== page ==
The quiet departure of Arthur Leibowitz, M.D., as AetnaUSHealthcare's chief medical officer continues the company's efforts to refocus itself as more customer-centered and physician-friendly.
And that's the reason Leibowitz says he decided to leave after 13 years with the company.
In a move that slipped under most observers' radar, Leibowitz left the Blue Bell, Pa.-based insurer Oct. 6. He says he wasn't happy. But, he adds, more importantly, his departure allows the company to continue to refocus and remake itself.
"The company is going in a different direction," Leibowitz said in an interview with Modern Physician days after his resignation. "The clear direction for the company is to establish itself as a healthcare business and move on from its past."
Aetna has agreed to sell the majority of its nonhealthcare business to a Dutch-based firm.
While Liebowitz says the decision to go was his, it's also true that Leibowitz was seen as part of the old guard, associated with a time when former CEO Richard Huber ruled the company, a period that many physicians would like to forget.
"Whatever was done at least had the appearance in the medical arena to be sanctioned by him," says Paul Shanor, executive director of the Medical Association of Georgia, one of the company's strongest critics in recent months. "He got the blame whether he approved it or not. No question he was painted with the same broad brush."
Leibowitz says he approached top Aetna executives several months ago and suggested that the new president of AetnaUSHealthcare ought to be a physician.
He also told them he wanted to move on. He wasn't happy with his new role in the company, and he wanted the company to be able to start with a fresh leadership team. Leibowitz was one of only a couple high profile people who kept their jobs after the board of directors ousted Huber and hired William Donaldson as the new CEO. The president of AetnaUSHealthcare resigned, as well as USHealthcare's founder.
But unlike those departures, there was no press swarm surrounding Leibowitz: The company issued no press release on his resignation. There were no Page One stories the next day in major newspapers. His departure seemed to have no immediate impact on the company's stock price, which has slowly begun to recover since February.
Aetna officials declined to comment on Leibowitz's resignation, saying only that they respect him and wish him well. They named Jay Krakovitz, M.D., as interim chief medical officer. Krakovitz has been the company's medical director for the mid-Atlantic region. The company plans to conduct a nationwide search for a new CMO but hasn't set a timeline.
Leibowitz hasn't made any decisions on what he plans to do next, saying he has several options and wants to take some time to consider them.
He was chief medical officer with USHealthcare for 10 years and continued in that position after Aetna purchased it three years ago. He held on to that position throughout the past year despite numerous high-level changes, including the hiring of Donaldson.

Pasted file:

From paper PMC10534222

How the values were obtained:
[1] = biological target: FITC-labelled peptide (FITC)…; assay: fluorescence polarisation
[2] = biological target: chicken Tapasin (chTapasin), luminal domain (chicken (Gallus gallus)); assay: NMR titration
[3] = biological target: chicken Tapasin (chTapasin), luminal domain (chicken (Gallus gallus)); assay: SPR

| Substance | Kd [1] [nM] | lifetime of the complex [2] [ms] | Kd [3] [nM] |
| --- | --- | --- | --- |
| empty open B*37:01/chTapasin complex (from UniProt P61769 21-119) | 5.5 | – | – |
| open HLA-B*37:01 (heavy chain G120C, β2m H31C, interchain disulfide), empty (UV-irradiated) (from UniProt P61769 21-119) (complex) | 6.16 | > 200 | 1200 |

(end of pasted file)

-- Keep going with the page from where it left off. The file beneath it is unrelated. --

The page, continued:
Leibowitz, it seemed, was walking the trail to a customer service-centered path with his new boss. He was at Donaldson's side during the new CEO's first public comments to physicians in May. Donaldson, Leibowitz and a contingent of other Aetna executives attended the Connecticut State Medical Society's annual meeting, announced plans to essentially eliminate the all-products clause and a desire to decrease the animosity between Aetna and physicians.
It was an about-face for the nation's largest insurer and a defining mentality change for its top brass -- including, say some, Leibowitz.
As recently as a couple years ago, Leibowitz's perspective on the physician-health plan relationship mirrored the industry's: Physicians will have to learn to accept managed care and lower reimbursements. Their frustrations were simply the price of affordable healthcare, the justification went.
But in the last 10 months he had been singing a new tune. In an August interview, Leibowitz talked of improving relationships with physicians and acknowledged that the company had slipped in its responsibility to maintain those relationships.
"In an earlier time, in the old USHealthcare and old Aetna, we had much more ability to pay attention, close attentio . . . It's fair to criticize and say we got away from that. We've been rebuilding that for the last 1 1/2 years. Even if 99% of the time we do it right, it's still a lot of times we don't. It takes only a minute to hurt the relationship."
"We need the opportunity to find solutions," he says.
MAG's Shanor says it's not important whether it was Leibowitz's or the company's decision to leave. "The culture of Aetna has got to change . . . Whether it was his idea as he suggested or the company's, what he said is correct," Shanor says. "He needed to leave."
Leibowitz says his association with Huber and former AetnaUSHealthcare President Michael Cardillo were not the reasons for his departure. Donaldson asked him to reconsider, Leibowitz says. Initially he planned to leave several months ago but agreed to stay through the transition to the new president of the healthcare unit. Leibowitz stayed until John Rowe, M.D., filled the position in September.
Long before Leibowitz said he wanted to leave, Aetna changed how regional medical directors would report to the company. Regional medical directors no longer report to the CMO but instead to regional business managers. Ultimately, the regional medical directors report to Rowe. Aetna has given no indication that it plans to change the new reporting structure when it hires a new CMO.